Thatcher Comes Laden With Compliments, But Surely She Doesn't Fully Believe Them

Posted: March 13, 1991

It was not, as David Brinkley remarked, "your ordinary Washington luncheon speech." The address that Britain's former Prime Minister Margaret Thatcher gave the other day to a hotel ballroom full of people, invited by four conservative organizations, was 50 minutes of sustained and connected argumentation.

In a bit less than an hour, the visitor dealt with the Soviet Union and

Mikhail Gorbachev, the future role of NATO, the trade talks, the European Community and the next steps in the Middle East - to say nothing of lavishing praise on Presidents Bush and Reagan and whacking socialism hard enough to delight even the most rabid right-winger in the room.

None of her views was muffled, whether it was her defense of Gorbachev as ''a reformer at heart" or her pointed suggestion that Germany needs to learn that "a full commitment to the defense of international freedom and stability requires risking life as well as treasure."

What was most provocative, to me, was Thatcher's view of American exceptionalism. She argued that America must lead the free world and (just as important, from her perspective) must abandon as romantic and dangerous the notion that some form of European confederation can emerge to share that responsibility.

Her argument was contained in these two paragraphs:

"Americans and Europeans alike sometimes forget how unique is the United States of America. No other nation has been built upon an idea, the idea of liberty. No other nation has so successfully combined people of different races and nations within a single culture. Both the founding fathers of the United States and successive waves of immigrants to your country were determined to create a new identity. Whether in flight from persecution or

from poverty, the huddled masses with few exceptions welcomed American values, the American way of life and American opportunities. And America herself has bound them to her with powerful bonds of patriotism and pride.

"The European nations are not and can never be like this. They are the product of history and not of philosophy. You can construct a nation on an idea, but you can't reconstruct a nation on the basis of one. Political institutions can't be imposed if they are to endure. They have to evolve and they have to command the affection, loyalty and respect of populations living under them, and they have to be accountable to the people."

Thatcher's conclusion - aimed at her successor, John Major, and other ''Europeanist" Tories - is that Britain should continue her crusade for state sovereignty and against any form of European confederation.

That's for the British to decide. What intrigued me was the distortion of reality that was necessitated by Thatcher's argument.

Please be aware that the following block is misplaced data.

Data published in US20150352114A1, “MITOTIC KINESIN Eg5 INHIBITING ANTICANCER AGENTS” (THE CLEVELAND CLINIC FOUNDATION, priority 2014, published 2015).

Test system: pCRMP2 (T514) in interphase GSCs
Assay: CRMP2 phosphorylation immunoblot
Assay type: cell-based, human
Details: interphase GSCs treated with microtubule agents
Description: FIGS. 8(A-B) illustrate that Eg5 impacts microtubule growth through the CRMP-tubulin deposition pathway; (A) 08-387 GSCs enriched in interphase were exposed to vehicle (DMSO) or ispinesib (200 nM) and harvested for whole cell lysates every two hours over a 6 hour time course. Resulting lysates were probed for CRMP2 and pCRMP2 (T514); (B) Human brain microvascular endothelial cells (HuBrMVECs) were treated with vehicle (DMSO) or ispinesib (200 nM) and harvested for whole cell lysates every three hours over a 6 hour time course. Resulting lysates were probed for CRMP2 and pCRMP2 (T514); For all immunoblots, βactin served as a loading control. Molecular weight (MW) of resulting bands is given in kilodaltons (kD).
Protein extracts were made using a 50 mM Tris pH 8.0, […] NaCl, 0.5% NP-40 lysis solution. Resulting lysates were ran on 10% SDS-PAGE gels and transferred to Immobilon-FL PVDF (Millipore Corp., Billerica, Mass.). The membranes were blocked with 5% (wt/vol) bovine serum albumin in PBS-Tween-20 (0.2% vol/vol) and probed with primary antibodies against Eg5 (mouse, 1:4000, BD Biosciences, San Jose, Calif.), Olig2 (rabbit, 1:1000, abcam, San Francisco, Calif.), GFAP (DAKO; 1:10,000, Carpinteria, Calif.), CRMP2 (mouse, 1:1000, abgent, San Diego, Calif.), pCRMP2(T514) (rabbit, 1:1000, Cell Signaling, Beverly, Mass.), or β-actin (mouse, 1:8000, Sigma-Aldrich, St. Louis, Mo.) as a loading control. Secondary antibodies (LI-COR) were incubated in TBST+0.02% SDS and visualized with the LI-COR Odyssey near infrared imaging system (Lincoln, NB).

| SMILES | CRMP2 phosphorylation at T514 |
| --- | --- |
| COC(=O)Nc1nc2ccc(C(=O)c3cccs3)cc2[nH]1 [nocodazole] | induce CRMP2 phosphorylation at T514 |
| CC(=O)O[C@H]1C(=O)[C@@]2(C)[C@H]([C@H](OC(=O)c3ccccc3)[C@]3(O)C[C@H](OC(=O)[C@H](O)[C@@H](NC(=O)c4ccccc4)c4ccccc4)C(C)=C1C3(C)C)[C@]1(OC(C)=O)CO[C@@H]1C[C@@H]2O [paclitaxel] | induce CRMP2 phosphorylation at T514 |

To begin with, the United States was founded on two ideas - not one. Like her great friend Ronald Reagan, Thatcher conveniently forgets that the Declaration of Independence began with affirmations of both equality and liberty, and that the tension between them has shaped our history. From the Civil War until today, the struggle to balance those goals has been at the center of our domestic politics. And our foreign policy - from Washington and Jefferson right down to Sam Nunn and George Bush - has been dominated by debates over how far we should go in seeking freedom and equality for others.

Surely Thatcher does not believe that the United States is immune from history; surely she knows this nation is vastly different in character today

because of the Civil War, the two World Wars and the civil rights struggle.

And equally surely she would not want Americans to believe that we are so unique that we are not bound into the affairs of the world by a need to support efforts to vindicate our founding values in other and far different societies.

Even more curious is her argument that ideas can construct a nation, but not reconstruct one. What was she up to for 11 years as prime minister if not the reconstruction of British society on the basis of her deeply held free- market, self-reliance philosophy? And why does she urge us to support Gorbachev, if she thinks him or anyone else incapable of reconstructing the Soviet Union on the basis of ideas less calamitous than those of Stalin?

I doubt very much that Margaret Thatcher is unaware of the gaping holes in her argument. She must know that Alan Greenspan, the Federal Reserve chairman, was correct when he said in introducing her, that, "to her, ideas govern the world." The world - not just the United States.

She marshaled her argument to buttress her conclusion that Britain should yield no sovereignty to the European Community - and only for that reason. In doing so, she may have demonstrated a point that the conservative think tanks that sponsored her appearance probably did not wish her to make.

It is this: When conservatives come around talking large philosophical ideas, it's best to be very skeptical. Too often, they're simply rationalizing arrangements that work to their own advantage.

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